Back from SWAMP Fest

Had an absolutely great time at SWAMP Fest in Swansea. I think the count was over a hundred through the door plus lots of exhibitors, speakers, and even a Steam Punk Nerf gun seller (awesome).

I was there running The MagPi stand, fielding questions all day on the magazine and technical aspects of the Raspberry Pi. GPIO connection issues with the new Raspberry Pi B+ were a common theme. I had HDMIPi playing a loop of Big Buck Bunny to show the excellent screen quality, a Saleae logic analyser up and running showing what happens if you don’t pull up / push down the resistors for those pesky GPIO pins, and various other hardware and software demos. And yes, that is my new Steam Punk Nerf gun you can see in the background :)

TheMagPi_stand

I also got to meet the designers of Matboard, which was originally funded successfully through Kickstarter. They’re really enthusiastic about technology and their product, and rightly so as it fantastic. Here’s a link to Amazon where it is now available:



The event showcased a mix of Raspberry Pi, Arduino and 3D printing projects. There was also a workshop on making chainmail, which sadly I missed (my other hobby is medieval re-enactment). Robots naturally featured in abundance too.

Talking of robots, I particularly liked a tracked rover that was being demonstrated. It had been hooked up wirelessly to a laptop via XBee for control. You can make out both ends of the XBee in the photo below (the top USB cable plugs into the laptop). The track mechanism seems really stable, especially on rotation, with no hint of the tracks coming loose. Mental note: must buy tracked rover and must investigate XBee.

tracked_robot

Swansea Hackspace had a superb 3D printing demonstration, along with lots of cool “here’s one I made earlier” objects. I’ve not had a chance to look much into 3D printing yet, so this was a great opportunity for me to ask questions and learn a bit about something new. Alongside they also had a cool plotter / laser etcher running (another technology I know little about, so was great to see).

3d_printed_objects_720

3d_printer_720

Carmarthen Coder Dojo were running lots of programming workshops which proved popular. Their stand had a little bit of MagPi flavouring too. I’d not seen the HapPi Robot Kit before and was impressed. Bear in mind that that is a cardboard body for the robot, yet it seemed pretty sturdy.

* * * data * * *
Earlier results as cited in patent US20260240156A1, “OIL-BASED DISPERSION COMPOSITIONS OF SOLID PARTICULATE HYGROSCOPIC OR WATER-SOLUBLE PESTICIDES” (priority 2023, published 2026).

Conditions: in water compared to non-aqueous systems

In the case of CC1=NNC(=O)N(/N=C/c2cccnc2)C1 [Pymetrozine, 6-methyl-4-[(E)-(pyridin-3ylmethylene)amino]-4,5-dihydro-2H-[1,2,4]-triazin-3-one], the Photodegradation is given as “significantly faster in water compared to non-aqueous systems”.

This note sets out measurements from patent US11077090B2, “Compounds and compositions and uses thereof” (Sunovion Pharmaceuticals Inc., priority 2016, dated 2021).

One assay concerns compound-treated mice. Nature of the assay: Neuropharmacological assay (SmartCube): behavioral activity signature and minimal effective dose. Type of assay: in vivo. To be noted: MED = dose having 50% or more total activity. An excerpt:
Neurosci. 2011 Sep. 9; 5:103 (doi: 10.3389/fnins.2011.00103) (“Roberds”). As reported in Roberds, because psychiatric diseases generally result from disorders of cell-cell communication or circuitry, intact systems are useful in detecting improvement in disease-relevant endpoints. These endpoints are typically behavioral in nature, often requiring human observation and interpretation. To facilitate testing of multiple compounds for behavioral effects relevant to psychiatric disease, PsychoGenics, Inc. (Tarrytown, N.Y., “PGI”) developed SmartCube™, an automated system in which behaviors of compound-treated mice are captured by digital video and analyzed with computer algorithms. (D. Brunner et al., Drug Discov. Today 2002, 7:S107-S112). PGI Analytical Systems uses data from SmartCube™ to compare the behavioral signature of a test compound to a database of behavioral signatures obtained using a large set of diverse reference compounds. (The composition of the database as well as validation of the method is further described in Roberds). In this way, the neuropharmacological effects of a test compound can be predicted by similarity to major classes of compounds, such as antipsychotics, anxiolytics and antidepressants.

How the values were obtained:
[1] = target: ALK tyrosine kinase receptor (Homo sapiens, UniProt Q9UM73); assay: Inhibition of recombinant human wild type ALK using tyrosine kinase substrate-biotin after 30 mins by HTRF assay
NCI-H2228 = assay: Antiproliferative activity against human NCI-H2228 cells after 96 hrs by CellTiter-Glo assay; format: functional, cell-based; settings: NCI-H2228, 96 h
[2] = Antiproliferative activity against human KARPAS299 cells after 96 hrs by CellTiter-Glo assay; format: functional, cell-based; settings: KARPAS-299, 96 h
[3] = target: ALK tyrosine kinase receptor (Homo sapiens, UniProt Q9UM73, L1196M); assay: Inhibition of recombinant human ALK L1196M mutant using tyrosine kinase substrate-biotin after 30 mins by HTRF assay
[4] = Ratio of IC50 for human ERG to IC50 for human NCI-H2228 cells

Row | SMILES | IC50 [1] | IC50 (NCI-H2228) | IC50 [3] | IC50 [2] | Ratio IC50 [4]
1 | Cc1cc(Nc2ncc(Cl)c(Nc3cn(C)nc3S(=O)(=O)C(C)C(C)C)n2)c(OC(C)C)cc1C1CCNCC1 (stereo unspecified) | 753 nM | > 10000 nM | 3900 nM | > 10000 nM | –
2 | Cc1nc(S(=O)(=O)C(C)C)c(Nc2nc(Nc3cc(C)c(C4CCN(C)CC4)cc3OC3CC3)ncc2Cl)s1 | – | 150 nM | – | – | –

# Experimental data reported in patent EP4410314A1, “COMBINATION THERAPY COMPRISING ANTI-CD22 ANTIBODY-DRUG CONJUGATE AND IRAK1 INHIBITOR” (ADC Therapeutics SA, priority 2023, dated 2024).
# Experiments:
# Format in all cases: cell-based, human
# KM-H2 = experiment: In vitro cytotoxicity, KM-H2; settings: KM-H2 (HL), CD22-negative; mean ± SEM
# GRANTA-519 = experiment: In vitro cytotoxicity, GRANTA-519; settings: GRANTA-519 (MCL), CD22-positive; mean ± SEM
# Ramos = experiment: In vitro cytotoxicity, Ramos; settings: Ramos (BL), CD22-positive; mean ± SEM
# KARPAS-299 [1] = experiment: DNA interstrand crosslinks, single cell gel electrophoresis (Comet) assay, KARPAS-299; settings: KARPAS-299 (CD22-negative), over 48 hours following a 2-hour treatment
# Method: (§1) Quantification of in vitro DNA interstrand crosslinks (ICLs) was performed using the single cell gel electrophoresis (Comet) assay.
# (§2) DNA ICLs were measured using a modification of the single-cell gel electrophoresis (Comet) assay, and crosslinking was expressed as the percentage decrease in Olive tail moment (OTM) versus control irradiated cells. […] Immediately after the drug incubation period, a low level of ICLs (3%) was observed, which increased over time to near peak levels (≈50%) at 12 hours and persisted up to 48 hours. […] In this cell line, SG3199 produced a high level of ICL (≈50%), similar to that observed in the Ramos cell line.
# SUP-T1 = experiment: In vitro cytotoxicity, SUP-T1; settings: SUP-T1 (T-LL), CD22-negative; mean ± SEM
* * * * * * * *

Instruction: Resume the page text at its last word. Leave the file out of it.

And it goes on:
Carmarthen_Coder_Dojo_720

There were also talks a-plenty throughout the day on a variety of topics. I talked about how we produce each issue of the magazine: our workflow, tools we use, how people can get involved (if you’re interested in helping with the magazine email the editor: editor@themagpi.com). Others talked about their projects and various aspects of hardware and software development. Douglas Gore from PiCymru introduced PiFun (name intentionally chosen to cause mischief), an easy to build accessory for the Raspberry Pi that turns everyday objects into touch inputs that can be incorporated into programs. Think banana piano and you’re along the right track. It’s cool to see the Raspberry Pi doing this without the need for a Makey Makey.

One thing I love about Swansea Hackspace is that they never miss an opportunity to share information. Not even when you’re sitting on the toilet. Genius!

learn_while_using_the_toilet

I also spent an enjoyable evening in the company of the members of Swansea Hackspace, which started with me attempting to take a selfie via their webcam. They’re a great group of people. If you’ve never been to a Hackspace before and are looking for a friendly, productive atmosphere in which to tinker you should definitely get in touch.

SwanseaHackspaceCamera

It was a fantastic, enjoyable day. If you’re reading this and wondering about whether to go along to similar events in the future then I can highly recommend them. They’re a place to learn, have fun and see things that make you smile and say “that’s cool” a lot.
blog comments powered by Disqus